Here are the latest candidates for long-term investing according to my 5 Strikes system:
|Latham (James)||25/7/23||– CROCI||1|
|Games Workshop||25/7/23||– Holdings||1|
|Cake Box||21/7/23||– IPO||1|
|Berkeley||7/8/23||– CROCI – Growth||2|
|Jet2||7/8/23||– CROCI – Shares||2|
|MS International||18/7/23||– CROCI/ROCE – Growth||2|
|PayPoint||15/8/23||– Holdings – Growth||2|
|Oxford Instruments||20/7/23||– Holdings – Growth||2|
|IG Group Holdings||15/8/23||– Holdings – Shares||2|
|Watches Of Switzerland||29/7/23||– IPO – Debt||2|
|FRP Advisory||11/8/23||– IPO – Shares||2|
|Alpha Financial Markets Consulting||4/8/23||– IPO – Shares||2|
|Iomart||11/8/23||– ROCE – Shares||2|
Source: SharePad, Author’s judgements.
In my last article on the system, I described the process in some detail and also linked to my first article about it so I do not propose to go over that territory again here except to remind you briefly that a strike is something in the numbers to worry about.
Most recently, my cooling on Christie illustrates that 5 Strikes is the first stage of a process: working out whether a company has made good money. Before we invest in it, we must also understand how it makes money and how it plans to make more money.
For me, the case for investing in Christie faltered at that point, and so I am back to square one, looking at new ideas that make good investments, starting with Kainos, at the top of the table
Kainos is the only share with an unblemished financial track record according to the custom table I use to quickly appraise a firm.
To give you a flavour of how good the financials are, since its flotation in 2015, Kainos’ weakest performance in terms of cash return on capital invested (CROCI) was in 2016 when it achieved 21%. Its strongest, in 2021, was 71%.
Kainos did especially well in the pandemic because part of its business is focused on writing software that delivers services for businesses and public sector organisations online.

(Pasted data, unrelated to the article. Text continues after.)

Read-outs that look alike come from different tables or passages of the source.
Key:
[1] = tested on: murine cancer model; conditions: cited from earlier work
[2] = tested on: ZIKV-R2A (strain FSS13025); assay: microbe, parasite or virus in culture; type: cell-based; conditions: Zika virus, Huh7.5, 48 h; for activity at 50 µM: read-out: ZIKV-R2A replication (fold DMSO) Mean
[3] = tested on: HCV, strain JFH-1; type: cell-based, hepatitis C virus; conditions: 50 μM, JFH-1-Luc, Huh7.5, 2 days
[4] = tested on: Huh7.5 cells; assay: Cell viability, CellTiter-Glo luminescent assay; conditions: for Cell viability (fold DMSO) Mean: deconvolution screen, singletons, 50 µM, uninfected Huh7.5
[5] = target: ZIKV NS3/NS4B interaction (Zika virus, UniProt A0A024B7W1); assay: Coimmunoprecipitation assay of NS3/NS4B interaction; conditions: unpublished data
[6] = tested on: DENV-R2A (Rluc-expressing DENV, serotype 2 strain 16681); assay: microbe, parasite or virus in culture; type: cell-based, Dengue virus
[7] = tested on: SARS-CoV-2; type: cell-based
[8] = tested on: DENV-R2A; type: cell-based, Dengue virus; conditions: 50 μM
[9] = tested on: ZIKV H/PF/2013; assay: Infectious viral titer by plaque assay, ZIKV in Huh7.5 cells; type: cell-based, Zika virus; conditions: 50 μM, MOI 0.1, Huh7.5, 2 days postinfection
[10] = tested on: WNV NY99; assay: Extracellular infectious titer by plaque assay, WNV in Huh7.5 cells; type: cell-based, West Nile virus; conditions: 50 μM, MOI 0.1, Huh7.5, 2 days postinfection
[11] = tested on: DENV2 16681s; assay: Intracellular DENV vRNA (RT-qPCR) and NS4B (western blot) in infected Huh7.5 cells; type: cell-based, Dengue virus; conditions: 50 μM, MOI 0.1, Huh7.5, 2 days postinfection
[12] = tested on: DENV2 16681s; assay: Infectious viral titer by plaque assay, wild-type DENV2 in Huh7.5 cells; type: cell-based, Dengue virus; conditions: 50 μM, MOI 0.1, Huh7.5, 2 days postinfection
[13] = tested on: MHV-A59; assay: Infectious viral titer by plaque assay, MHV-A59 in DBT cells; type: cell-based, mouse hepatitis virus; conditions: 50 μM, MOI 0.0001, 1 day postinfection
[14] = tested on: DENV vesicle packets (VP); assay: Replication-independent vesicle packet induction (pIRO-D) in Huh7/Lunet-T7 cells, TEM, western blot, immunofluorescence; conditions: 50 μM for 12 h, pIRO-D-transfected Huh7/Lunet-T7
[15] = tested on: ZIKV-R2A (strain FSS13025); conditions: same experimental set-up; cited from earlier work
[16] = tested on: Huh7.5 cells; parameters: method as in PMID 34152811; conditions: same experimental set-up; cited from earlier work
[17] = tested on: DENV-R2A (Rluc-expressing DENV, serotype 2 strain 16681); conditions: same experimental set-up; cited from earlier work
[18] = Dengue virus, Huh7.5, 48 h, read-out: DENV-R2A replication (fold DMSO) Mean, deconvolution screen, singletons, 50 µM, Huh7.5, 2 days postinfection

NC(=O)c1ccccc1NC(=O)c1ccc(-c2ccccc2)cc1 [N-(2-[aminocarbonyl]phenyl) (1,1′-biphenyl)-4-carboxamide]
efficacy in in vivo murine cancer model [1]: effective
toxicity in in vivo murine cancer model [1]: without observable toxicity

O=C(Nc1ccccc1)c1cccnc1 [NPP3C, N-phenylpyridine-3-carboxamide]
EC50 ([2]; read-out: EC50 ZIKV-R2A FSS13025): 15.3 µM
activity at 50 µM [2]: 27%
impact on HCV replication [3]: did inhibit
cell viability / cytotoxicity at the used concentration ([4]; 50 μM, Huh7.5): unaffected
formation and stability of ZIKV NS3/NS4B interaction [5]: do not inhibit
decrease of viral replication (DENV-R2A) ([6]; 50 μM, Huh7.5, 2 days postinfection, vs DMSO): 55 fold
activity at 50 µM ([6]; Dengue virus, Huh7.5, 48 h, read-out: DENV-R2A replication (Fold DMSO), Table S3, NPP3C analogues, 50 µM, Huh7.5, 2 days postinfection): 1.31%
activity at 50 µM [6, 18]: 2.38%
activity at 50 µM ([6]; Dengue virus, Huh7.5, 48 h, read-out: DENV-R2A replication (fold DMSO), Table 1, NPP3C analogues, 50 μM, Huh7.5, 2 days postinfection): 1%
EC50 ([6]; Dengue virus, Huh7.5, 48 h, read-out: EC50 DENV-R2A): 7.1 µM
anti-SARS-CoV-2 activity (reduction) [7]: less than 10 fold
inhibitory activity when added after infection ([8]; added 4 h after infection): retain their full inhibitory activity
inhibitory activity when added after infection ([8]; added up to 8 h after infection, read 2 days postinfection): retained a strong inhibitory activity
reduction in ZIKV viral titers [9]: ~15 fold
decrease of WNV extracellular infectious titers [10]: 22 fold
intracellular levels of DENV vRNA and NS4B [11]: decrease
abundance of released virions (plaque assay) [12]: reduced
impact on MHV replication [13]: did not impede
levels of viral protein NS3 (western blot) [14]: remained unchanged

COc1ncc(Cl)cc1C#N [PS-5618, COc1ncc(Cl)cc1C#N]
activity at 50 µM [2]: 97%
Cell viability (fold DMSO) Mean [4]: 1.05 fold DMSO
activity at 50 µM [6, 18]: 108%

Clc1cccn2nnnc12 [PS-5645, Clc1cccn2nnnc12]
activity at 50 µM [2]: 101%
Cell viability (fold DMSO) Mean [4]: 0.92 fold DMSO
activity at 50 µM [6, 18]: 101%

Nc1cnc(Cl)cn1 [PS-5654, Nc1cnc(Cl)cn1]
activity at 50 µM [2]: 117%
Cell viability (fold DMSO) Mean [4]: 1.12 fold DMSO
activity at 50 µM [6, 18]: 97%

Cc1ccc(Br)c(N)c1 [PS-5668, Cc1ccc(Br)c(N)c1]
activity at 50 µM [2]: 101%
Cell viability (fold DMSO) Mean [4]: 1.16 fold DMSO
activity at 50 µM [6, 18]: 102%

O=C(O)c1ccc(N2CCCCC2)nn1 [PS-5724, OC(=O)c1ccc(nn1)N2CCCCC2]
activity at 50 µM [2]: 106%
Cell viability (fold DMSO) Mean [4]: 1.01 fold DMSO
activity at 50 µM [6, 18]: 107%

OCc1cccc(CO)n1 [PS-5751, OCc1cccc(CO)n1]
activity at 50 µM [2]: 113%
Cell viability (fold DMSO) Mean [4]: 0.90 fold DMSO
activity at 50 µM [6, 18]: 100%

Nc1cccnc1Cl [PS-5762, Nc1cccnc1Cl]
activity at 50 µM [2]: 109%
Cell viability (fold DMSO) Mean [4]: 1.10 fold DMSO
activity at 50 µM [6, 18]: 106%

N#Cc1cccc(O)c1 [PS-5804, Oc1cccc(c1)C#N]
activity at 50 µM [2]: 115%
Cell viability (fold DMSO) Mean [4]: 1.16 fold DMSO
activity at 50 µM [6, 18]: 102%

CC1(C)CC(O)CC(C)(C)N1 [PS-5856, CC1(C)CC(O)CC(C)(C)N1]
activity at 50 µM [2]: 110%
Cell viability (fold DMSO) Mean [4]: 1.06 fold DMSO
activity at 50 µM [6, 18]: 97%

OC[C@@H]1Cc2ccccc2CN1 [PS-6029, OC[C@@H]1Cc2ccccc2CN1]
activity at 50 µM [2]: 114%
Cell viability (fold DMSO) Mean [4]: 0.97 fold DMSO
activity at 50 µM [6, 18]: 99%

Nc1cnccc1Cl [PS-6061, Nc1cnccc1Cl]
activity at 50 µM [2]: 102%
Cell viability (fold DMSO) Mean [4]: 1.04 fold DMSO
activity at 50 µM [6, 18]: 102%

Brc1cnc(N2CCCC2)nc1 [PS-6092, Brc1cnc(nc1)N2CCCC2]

It has had no debt at any year-end since it listed, spent little on acquisitions, and so its prodigious cash flows have accumulated over time in the bank.
Had Kainos listed a year later in 2016, I would have marked it down because of the recency of its listing, so that was the most borderline decision in my scoring process.
2015 is an arbitrary benchmark for a listing. Eight years or so ought to be long enough for a business to have experienced most economic conditions, but we are living through unusual times.
Economic conditions up until 2020 were fairly benign, and the pandemic period, though very tough for many businesses, is not a reliable indicator of how a firm might perform in a more indiscriminate recession.
The last major broad-based recession followed the great financial crisis and the problem with using the GFC as a guide is that it was more than fifteen years ago. Many listed firms do not have track records that go back that far, or they were very different businesses back then. Thankfully SharePad reaches back further, which is helpful with the many other companies with long histories.
In fact, Kainos did struggle during and after the financial crisis as Alistair Blair documented for SharePad but I do not think we can read too much into those events.
Then Kainos was a “useful player in financial sector software” in Ireland. Both the sector and the country were particularly badly hit by the financial crisis.
It was in the aftermath that Kainos established its current focus on work for the NHS (which has grown into a broader base of public and private sector clients), Workday implementations and the development of software add-ons for the Workday platform.
Workday is cloud-based Enterprise Resource Planning (ERP) software that helps businesses and organisations manage their human and financial resources.
Diverse clients, broadly 50% commercial, 25% Healthcare and 25% public sector, and Kainos’ fortress-like finances indicate that it may well prosper through thick and thin.